I should have known by looking at the poster that this movie was going to be trouble. The soft focus, J-Lo's luminous eyes, the fading-into-white thing. All I could think was Ice Castles. This is the very worst kind of "chick flick." Designed to be "moody" and "heart-wrenching," it plucks at the emotions with all the subtlety of a John Deere harvester during wheat season.
Basically, you've got Jennifer Lopez as a cop with big issues. A mysterious stranger (Jim Caviezel) saves her life and they sort of fall for each other in a "I'm-too-damaged-for-love" kind of way. The audience is supposed to root for these two beatific humans, but I was bored, so instead of trying to follow the ripping-off-The Sixth Sense-plot, I thought long and hard about Caviezel. He's remarkably handsome, but obsessively, alarmingly so. His blue-green eyes look quite capable of beaming through the slats of your blinds with no compunction whatsoever. I'm sorry, but movies about unnaturally handsome guys who show up repeatedly and stare longingly at the heroine don't do anything for me. While filmmakers think that us chicks will swoon, all it does for this chick is make me think of Ted Bundy. Creepy.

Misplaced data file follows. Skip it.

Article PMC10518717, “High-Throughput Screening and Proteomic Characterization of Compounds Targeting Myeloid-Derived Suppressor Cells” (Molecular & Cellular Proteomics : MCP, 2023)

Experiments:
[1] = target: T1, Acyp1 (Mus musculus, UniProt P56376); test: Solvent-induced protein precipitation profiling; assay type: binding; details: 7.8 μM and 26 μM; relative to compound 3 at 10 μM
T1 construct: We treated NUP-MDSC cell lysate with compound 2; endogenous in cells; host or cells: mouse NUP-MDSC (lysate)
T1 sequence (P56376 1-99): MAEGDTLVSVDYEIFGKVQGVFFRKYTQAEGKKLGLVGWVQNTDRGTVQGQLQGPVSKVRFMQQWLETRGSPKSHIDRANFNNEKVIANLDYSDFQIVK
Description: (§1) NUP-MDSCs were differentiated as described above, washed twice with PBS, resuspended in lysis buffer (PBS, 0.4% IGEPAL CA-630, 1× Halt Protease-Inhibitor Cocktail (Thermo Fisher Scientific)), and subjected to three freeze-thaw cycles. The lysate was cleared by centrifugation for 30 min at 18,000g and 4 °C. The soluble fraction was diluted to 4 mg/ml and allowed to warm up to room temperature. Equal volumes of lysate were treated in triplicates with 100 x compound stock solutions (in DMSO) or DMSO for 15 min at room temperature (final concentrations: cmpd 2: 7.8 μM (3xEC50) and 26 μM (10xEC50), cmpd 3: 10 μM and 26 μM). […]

By now, you've all probably heard about America (The Book) by Jon Stewart and The Daily Show writers. It's No. 2 on Amazon.com right now, but we had no idea it was already being adopted as a civics textbook in our local scho
Whoever is marketing this film ought to know that I almost didn't go see it because the trailers made it look too syrupy, too 'chick flick,' too, well... Meg Ryan. In fact, that one line, where Meg rests her head on Hugh Jackman's broad che
I've always been a little funny -- I mean funny peculiar, not funny ha-ha -- about Christmas gifts. My mother would tell me to make a list for Santa, and I'd spend three days on it, belly down on our orange shag carpet with the Sears Wish B